The department of water and sanitation (DWS) has filed an appeal to the Constitutional Court against a recent court ruling that water rights holders are entitled to transfer such rights.
This, after the Supreme Court of Appeal (SCA) ruled recently that the transfer of water rights was in accordance with the provisions of the National Water Act, and that the trading in such rights are not prohibited or unlawful.
The Lötter, Wiid and South African Association of Water Users Associations (SAAFWUA) case was brought before the SCA for a declaratory order on the correctness of a circular by the DWS dating from January 2018. In it the department determined that water use entitlements could not be transferred.
“The decision of the DWS to appeal against the SCA ruling to the Constitutional Court is not entirely unsurprising, given the fact that the SCA itself was divided on the matter”, said Janse Rabie, head of Agri SA’s natural resources centre of excellence.
The DWS appeal means that applications for transfers of water use entitlements will not be entertained pending the outcome of the Constitutional Court case.
“Agri SA maintains that the ability to legally be able to transfer water use entitlements in accordance with the provisions of section 25 of the NWA is vital, particularly for the irrigation agricultural sector”, Rabie said.
Illicit alcohol: ‘SA must learn from Southern African countries’
In its response to the emergence of the Omicron variant of Covid-19, South Africa must look to other Southern African countries equally affected by the unjustified travel ban that has been imposed on the region.
This according to South African Liquor Brandowners Association (SALBA), who they say seemingly have a better grip on saving lives and livelihoods.
SALBA spokesperson Sibani Mngadi said the economies of Southern African development community (SADC) countries are interdependent and economic restrictions in South Africa have implications for the neighbouring countries as well.
“When South Africa bans domestic alcohol sales, the stock we sell to neighbouring countries ends up not leaving South Africa’s borders. Instead, it is sold domestically in an increasingly lucrative illicit market in South Africa. We cannot allow this lawlessness to happen, undermining our own South African Revenue Services,” Mngadi said.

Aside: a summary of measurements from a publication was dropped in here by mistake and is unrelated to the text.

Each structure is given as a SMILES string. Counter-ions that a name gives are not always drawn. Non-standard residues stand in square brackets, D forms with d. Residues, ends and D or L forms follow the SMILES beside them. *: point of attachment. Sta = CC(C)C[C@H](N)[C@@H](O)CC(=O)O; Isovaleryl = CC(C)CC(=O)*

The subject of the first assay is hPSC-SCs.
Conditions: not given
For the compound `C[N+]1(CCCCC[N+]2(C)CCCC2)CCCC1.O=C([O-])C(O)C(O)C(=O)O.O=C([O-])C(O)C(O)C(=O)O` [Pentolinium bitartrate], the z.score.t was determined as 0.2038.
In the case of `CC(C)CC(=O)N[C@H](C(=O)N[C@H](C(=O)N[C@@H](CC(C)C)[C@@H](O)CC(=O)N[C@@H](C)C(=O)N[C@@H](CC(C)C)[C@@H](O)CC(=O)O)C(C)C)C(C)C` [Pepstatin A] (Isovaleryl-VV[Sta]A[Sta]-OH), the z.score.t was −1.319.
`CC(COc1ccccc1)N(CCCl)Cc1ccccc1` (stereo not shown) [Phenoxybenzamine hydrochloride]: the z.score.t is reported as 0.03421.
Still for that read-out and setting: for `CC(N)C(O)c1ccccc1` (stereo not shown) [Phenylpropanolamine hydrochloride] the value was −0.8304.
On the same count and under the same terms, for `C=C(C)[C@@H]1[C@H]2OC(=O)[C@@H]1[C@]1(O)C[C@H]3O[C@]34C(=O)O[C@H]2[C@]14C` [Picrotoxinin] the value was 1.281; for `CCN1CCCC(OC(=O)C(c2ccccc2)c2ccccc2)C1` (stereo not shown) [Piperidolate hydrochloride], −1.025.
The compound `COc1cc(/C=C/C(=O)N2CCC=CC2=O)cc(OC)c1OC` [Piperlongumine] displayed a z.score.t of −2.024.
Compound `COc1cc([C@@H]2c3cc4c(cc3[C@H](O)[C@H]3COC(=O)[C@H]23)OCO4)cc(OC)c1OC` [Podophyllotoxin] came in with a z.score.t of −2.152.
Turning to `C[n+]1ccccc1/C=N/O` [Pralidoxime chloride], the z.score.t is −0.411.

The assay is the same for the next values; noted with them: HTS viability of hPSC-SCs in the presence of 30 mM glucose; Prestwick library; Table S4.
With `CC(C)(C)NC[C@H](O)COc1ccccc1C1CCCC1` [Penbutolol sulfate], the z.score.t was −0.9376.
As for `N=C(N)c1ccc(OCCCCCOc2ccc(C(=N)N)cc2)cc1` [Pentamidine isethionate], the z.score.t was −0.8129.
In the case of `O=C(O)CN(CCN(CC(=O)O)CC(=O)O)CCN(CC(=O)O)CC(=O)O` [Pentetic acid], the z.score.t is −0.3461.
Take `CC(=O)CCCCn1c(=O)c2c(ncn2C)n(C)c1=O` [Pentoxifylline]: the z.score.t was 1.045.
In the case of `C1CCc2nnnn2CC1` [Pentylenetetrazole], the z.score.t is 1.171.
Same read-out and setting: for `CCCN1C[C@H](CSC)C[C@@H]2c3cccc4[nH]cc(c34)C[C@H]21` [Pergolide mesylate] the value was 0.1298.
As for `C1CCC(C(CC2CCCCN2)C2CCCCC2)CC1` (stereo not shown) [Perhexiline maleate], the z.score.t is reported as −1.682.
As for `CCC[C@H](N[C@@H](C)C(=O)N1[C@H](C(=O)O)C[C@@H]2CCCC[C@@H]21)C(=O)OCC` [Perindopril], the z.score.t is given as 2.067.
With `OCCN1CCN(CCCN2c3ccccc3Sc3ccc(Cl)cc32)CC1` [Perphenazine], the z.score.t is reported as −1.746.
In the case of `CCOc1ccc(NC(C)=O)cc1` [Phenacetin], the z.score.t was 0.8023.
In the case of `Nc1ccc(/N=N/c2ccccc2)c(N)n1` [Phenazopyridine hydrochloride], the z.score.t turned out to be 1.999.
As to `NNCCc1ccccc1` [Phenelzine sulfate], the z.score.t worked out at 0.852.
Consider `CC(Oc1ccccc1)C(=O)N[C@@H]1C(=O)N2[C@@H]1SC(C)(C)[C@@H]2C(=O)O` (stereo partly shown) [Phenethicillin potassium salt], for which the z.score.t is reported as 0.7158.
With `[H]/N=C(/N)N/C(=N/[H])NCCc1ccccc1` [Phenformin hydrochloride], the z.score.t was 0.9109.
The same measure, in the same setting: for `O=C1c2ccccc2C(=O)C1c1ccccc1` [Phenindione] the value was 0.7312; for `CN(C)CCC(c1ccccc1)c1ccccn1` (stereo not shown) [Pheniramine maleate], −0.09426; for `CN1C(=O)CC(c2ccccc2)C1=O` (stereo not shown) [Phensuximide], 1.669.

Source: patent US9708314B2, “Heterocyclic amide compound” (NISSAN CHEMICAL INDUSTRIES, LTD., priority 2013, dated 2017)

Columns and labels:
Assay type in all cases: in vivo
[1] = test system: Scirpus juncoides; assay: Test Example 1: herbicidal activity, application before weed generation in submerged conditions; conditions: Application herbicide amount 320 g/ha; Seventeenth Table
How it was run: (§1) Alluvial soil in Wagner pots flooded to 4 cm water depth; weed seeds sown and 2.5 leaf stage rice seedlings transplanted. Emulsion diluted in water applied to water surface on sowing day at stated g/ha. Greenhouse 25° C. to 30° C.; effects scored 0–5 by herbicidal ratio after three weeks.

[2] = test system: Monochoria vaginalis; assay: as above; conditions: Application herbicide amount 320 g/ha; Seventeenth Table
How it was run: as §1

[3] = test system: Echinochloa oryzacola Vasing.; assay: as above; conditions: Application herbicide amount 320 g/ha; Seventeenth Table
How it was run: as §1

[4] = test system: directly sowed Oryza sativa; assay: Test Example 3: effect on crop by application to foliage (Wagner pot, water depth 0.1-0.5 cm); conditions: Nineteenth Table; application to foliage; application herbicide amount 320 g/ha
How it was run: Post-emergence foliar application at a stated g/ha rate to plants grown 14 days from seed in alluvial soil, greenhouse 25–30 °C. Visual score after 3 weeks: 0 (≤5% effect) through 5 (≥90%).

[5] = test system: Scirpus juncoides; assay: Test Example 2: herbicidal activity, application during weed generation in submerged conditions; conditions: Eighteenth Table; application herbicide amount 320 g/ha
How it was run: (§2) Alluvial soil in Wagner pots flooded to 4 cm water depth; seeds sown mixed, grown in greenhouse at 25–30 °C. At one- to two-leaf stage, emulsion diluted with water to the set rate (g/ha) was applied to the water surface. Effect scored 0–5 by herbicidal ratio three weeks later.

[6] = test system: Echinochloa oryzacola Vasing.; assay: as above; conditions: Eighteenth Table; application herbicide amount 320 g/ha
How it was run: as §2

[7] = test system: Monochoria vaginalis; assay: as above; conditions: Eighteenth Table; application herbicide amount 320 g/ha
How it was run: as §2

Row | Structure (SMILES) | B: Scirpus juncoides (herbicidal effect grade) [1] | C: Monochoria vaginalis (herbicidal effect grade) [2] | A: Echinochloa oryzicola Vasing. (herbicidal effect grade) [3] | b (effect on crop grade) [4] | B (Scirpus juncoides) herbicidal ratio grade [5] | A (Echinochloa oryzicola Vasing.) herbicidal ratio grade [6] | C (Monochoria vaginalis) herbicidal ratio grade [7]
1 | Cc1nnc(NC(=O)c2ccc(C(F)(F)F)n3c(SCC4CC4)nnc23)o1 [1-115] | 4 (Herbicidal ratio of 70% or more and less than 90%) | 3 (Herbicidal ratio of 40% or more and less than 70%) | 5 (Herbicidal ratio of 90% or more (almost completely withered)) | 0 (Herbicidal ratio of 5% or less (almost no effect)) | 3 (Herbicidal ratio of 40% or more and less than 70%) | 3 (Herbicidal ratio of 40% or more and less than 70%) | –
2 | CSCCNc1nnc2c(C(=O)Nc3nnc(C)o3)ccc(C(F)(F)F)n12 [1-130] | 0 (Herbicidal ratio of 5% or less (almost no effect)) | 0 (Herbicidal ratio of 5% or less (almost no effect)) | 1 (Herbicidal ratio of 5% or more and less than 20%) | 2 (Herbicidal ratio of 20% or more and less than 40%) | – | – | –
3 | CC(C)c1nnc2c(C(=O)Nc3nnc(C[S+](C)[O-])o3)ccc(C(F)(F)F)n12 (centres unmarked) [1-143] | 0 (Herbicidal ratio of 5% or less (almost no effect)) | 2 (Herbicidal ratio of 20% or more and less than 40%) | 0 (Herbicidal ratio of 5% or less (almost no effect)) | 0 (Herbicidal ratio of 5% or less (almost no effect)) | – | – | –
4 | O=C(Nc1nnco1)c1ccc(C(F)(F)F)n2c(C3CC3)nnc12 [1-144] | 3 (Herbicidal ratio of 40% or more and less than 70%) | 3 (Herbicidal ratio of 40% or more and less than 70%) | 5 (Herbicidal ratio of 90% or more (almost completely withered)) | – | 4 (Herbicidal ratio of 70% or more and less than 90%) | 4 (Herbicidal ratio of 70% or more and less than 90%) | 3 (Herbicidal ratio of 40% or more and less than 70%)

According to SALBA alcoholic products are sold from South Africa to neighbouring countries without customs duty on the understanding that they are liable for duty at the destination country.
“These products become highly competitive in the South African market as we sell them duty-free. When they are sold in South Africa, they have almost a 50% pricing advantage over local drinks that have paid taxes,” explained Mngadi.
Furthermore, SALBA pointed out that Mzansi’s decision to ban domestic alcohol sales also undermines the tax revenue potential of countries within the Southern African customs union (SACU) who depend on South Africa for collecting all excise tax revenue and redistributing it amongst SACU countries (Botswana, Lesotho, Namibia and Swatini).
Mngadi believes South Africa has much to learn from other SADC countries.
Zimbabwe, he says, has not banned alcohol sales since the beginning of the pandemic. “But Zimbabwe and Botswana have managed infections and have a higher vaccine coverage rate than South Africa.”
A commissioned report, Illicit Trade: Alcoholic Drinks in South Africa in 2020 (Euromonitor Consulting), indicated that Intra country and cross border smuggling is the fastest growing segment of the estimated R44,5 billion illegal alcohol trade market.
“The report confirmed a clear correlation between the sales ban and the increase in the demand for illicit alcohol. The tragic indirect consequence of this has been the rise in homebrew consumption-related deaths and an increase in criminal activities,” said Mngadi.
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